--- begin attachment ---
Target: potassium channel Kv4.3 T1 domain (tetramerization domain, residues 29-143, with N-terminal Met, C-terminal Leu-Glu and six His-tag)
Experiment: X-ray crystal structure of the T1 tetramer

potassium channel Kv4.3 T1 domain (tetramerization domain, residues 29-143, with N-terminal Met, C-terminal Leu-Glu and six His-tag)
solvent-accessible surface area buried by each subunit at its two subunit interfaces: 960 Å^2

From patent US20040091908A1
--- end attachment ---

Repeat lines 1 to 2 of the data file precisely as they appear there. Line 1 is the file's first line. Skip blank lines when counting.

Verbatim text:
Target: potassium channel Kv4.3 T1 domain (tetramerization domain, residues 29-143, with N-terminal Met, C-terminal Leu-Glu and six His-tag)
Experiment: X-ray crystal structure of the T1 tetramer